The NDF was additionally used to determine the size of each provider group. To do so, for each provider group in the sample, we verified that all the records for individual clinicians in the NDF from the same provider group had the same value for the Number of Group Members field and subsequently took that value. Then, we classified provider groups by quartile based on group size with the first quartile including the smallest provider groups and the fourth quartile including the largest provider groups.

The final sample included all provider groups who reported data for both the sending metric and the receiving metric and were also included in the NDF through the listed group affiliations of individual clinicians. A total of 2197 provider groups reported data for both the sending metric and the receiving metric. From those provider groups, 2033 had referenceable records in the NDF, forming our sample. We eliminated the 164 provider groups that did not have referenceable records in the NDF, representing <8% of the potential sample. We examined these excluded observations and found no statistical difference between the characteristics of the observations that were excluded and the 2033 observations that constituted the sample that we used for our analysis.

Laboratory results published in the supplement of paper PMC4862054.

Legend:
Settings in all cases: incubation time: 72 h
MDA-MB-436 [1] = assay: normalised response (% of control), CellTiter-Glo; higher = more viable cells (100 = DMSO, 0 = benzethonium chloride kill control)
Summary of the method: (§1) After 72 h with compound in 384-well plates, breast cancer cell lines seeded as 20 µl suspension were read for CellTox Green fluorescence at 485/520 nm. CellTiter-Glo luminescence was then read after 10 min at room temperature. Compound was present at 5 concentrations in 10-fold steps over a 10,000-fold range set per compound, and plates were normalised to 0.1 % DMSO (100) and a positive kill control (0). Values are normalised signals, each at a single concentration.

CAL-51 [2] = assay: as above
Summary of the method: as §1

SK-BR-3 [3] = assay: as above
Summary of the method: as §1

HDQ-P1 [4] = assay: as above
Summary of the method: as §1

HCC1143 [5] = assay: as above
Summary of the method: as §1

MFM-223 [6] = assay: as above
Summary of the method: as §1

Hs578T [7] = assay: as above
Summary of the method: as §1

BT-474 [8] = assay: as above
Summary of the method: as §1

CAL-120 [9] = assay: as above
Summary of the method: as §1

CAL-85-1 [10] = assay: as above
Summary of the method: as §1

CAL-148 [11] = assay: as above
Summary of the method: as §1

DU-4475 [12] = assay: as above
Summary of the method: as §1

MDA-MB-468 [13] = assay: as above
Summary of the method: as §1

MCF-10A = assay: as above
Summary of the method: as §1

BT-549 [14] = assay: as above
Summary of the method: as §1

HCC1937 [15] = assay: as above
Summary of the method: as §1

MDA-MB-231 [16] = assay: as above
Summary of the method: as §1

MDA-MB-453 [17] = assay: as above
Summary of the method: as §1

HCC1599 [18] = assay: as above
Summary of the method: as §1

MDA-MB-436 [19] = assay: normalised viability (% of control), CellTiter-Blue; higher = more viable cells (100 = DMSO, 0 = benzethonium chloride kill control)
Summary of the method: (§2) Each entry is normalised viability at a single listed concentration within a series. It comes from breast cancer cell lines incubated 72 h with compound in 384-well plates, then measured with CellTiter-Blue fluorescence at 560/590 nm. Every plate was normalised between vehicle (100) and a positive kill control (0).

Analysis

From our sample, we calculated the bivariate correlation between the sending metric and the receiving metric to examine the relationship that exists between both variables. We also created kernel density estimate plots to analyze and compare the distributions of the sending metric and the receiving metric for provider groups when not segmented, when segmented by PCP or specialist classification, and when segmented by group size quartile.